the address of the PEi and weight() is a pseudorandom function of ESi the address of the PEi and weight() is a pseudorandom function of ESi
and Ai, Wrand() function defined in [draft-ietf-bess-evpn-df- and Ai, Wrand() function defined in [EVPN-DF] is used as the Weight()
election-framework] is used as the Weight() function. function.
Active(ESI) = PEi: if Weight(ESI, Ai) >= Weight(ESI, Aj), for all j, Active(ESI) = PEi: if Weight(ESI, Ai) >= Weight(ESI, Aj), for all j,
0 <= I,j <= Number of PEs in the redundancy group. In case of a tie, 0 <= I,j <= Number of PEs in the redundancy group. In case of a tie,
choose the PE whose IP address is numerically the least. choose the PE whose IP address is numerically the least.
5. Port-active over Integrated Routing-Bridging Interface 5. Convergence considerations
+-----+
| PE3 |
|(IRB)|
| GW3 |
+-----+
+-----------+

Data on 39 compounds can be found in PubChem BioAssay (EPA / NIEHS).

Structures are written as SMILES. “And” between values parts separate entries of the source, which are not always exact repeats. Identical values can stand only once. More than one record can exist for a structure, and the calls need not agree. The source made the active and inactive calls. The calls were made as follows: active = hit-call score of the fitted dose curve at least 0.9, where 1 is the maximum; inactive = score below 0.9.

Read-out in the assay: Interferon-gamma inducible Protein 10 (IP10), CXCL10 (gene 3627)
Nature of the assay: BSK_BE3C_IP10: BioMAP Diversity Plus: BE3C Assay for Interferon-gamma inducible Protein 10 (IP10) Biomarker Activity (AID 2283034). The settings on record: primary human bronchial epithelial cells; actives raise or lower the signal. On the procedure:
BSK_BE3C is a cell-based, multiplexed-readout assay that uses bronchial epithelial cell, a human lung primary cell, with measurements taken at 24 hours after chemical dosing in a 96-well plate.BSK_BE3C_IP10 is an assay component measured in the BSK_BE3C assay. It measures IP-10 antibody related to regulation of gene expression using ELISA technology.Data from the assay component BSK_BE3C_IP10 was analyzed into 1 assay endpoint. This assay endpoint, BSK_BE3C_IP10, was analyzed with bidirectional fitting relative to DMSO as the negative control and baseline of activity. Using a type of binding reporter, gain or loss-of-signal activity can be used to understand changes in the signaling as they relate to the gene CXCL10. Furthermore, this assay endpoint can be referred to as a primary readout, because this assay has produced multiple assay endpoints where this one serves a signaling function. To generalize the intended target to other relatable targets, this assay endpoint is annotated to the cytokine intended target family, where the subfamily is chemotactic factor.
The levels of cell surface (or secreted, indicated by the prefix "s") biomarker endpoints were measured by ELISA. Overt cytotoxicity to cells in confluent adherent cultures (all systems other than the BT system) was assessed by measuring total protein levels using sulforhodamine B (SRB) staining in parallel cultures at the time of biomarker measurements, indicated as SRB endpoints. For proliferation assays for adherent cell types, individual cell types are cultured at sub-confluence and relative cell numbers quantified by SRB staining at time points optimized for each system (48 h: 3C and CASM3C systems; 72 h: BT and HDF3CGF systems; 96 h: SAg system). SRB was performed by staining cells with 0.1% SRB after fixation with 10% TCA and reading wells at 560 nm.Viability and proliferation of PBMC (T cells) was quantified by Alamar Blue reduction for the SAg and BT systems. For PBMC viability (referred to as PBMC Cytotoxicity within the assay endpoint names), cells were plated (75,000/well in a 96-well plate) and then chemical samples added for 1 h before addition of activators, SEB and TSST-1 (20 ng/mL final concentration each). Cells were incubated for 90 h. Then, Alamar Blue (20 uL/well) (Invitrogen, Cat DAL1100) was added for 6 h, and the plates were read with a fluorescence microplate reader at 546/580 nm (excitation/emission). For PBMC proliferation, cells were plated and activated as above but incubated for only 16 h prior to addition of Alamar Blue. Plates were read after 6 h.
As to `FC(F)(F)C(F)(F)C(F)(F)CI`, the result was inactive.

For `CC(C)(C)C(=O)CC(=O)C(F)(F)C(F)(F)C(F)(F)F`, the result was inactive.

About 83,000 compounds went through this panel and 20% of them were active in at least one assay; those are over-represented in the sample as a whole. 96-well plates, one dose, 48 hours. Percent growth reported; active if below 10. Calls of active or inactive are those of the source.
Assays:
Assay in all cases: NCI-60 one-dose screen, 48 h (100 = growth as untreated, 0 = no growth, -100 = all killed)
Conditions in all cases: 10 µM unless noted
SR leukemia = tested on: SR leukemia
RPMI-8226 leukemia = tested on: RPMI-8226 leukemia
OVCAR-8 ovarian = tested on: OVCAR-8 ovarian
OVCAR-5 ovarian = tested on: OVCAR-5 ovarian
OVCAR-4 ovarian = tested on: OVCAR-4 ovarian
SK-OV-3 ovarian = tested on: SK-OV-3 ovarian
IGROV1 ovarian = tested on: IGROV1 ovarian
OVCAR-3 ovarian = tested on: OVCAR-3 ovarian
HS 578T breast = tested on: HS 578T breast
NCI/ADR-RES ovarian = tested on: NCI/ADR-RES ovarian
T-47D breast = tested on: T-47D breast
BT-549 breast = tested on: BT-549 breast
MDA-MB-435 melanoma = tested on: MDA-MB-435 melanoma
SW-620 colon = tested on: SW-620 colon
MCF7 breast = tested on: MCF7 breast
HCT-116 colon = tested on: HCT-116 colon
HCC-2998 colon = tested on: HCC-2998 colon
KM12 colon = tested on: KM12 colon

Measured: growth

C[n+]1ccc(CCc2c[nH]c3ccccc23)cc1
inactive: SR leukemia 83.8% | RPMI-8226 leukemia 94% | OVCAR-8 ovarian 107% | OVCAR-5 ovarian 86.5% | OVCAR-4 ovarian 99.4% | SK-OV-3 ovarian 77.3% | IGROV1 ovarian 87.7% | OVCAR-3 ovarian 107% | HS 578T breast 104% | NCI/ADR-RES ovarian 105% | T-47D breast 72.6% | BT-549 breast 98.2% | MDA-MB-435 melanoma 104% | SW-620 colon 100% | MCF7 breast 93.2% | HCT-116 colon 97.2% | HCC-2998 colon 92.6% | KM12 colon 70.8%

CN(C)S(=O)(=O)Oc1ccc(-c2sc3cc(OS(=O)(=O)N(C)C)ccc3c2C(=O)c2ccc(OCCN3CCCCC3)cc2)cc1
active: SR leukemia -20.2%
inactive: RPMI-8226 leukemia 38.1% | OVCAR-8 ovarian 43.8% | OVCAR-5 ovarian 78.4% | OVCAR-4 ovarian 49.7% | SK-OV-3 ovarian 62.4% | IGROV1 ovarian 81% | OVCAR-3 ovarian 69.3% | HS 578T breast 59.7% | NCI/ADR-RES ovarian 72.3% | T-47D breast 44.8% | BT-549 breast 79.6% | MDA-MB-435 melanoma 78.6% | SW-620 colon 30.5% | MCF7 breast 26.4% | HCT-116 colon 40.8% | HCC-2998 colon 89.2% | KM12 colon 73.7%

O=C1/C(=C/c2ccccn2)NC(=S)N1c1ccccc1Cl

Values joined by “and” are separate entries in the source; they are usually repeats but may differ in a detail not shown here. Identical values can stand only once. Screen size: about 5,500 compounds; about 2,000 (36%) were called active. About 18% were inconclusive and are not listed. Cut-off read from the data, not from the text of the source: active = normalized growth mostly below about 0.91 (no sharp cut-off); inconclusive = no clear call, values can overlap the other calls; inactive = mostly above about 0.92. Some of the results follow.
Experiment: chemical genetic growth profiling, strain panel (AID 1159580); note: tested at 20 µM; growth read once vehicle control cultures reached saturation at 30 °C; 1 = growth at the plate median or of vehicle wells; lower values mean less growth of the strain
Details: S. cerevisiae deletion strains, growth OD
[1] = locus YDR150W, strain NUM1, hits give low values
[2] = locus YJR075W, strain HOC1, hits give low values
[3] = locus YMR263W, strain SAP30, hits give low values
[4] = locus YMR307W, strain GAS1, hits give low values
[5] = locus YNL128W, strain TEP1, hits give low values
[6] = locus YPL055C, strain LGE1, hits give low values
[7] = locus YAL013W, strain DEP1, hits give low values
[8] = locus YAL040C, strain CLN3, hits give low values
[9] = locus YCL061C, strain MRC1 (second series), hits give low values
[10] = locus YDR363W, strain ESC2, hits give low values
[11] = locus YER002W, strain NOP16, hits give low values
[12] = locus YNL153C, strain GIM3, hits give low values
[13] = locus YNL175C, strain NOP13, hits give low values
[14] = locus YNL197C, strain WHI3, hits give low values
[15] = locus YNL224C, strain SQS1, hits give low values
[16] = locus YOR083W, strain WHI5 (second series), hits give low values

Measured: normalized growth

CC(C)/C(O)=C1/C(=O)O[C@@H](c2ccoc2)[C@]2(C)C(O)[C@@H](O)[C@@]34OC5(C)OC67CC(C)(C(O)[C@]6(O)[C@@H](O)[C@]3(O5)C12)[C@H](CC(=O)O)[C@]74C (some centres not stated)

| MPLS/IP |
| CORE |
+-----------+
+-----+ +-----+
| GW1 | | GW2 |
|(IRB)| |(IRB)|
| PE1 | | PE2 |
+-----+ +-----+
| | |
I1 I2 I3
\ / |
\ / \
+---+ +---+
|CE1| |CE2|
+---+ +---+
Figure 2. EVPN-IRB Port-active load-balancing
Figure 2 shows a simple network where EVPN-IRB is used for inter-
subnet connectivity. IRB interfaces on PE1 and PE2 are configured in
anycast gateway (same MAC, same IP). CE1 device is multi-homed to
both PE1 and PE2. The Ethernet-segment load-balancing mode, of the
connected CE1 to peering PEs, can be of any type e.g. all-active,
single-active or port-active. CE2 device is connected to a single PE
(PE2). It operates as single-homed device via an orphan port I3.